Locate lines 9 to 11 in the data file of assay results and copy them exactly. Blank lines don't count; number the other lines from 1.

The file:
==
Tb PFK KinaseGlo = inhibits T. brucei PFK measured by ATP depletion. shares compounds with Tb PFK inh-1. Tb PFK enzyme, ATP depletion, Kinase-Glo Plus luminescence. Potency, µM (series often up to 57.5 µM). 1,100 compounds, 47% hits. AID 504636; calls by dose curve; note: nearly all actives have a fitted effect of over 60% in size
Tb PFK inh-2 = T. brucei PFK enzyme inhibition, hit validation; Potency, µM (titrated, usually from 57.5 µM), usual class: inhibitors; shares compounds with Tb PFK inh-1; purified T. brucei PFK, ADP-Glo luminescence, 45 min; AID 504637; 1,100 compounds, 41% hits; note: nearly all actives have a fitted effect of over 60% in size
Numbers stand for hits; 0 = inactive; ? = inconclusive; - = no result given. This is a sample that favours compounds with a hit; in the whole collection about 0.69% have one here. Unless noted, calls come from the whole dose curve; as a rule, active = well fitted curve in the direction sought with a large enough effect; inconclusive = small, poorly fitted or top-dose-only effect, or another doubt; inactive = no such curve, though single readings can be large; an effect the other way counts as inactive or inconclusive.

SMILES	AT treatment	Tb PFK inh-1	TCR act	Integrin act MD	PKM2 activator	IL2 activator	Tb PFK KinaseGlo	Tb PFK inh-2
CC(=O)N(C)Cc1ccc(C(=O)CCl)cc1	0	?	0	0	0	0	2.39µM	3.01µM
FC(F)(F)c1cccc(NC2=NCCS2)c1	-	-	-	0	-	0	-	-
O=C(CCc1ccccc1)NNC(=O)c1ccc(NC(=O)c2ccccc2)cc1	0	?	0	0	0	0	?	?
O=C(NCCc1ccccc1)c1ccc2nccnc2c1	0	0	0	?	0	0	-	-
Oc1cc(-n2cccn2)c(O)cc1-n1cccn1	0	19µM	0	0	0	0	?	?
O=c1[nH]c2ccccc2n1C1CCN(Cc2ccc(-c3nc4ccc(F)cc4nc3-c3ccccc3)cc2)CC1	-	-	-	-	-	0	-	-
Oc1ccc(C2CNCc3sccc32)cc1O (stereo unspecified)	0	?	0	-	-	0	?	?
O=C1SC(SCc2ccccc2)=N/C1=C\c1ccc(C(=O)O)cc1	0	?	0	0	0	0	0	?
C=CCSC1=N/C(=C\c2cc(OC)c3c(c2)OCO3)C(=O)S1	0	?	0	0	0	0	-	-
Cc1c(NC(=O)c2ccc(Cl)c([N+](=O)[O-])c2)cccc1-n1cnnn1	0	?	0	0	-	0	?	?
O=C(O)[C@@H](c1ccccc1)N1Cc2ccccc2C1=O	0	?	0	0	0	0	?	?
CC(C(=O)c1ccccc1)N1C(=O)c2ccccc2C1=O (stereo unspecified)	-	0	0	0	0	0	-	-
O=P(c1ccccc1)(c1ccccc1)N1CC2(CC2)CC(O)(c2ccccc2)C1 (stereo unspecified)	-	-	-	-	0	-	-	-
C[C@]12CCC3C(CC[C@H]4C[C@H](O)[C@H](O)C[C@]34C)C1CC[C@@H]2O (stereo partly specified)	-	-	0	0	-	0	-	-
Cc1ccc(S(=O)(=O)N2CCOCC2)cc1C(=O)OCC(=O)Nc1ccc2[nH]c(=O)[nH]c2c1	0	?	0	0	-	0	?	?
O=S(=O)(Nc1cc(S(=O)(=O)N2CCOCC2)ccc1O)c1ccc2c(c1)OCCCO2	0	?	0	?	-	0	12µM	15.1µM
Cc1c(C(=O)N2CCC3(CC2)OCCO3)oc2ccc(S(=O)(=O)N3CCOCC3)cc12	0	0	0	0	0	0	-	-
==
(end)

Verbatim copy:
Oc1cc(-n2cccn2)c(O)cc1-n1cccn1	0	19µM	0	0	0	0	?	?
O=c1[nH]c2ccccc2n1C1CCN(Cc2ccc(-c3nc4ccc(F)cc4nc3-c3ccccc3)cc2)CC1	-	-	-	-	-	0	-	-
Oc1ccc(C2CNCc3sccc32)cc1O (stereo unspecified)	0	?	0	-	-	0	?	?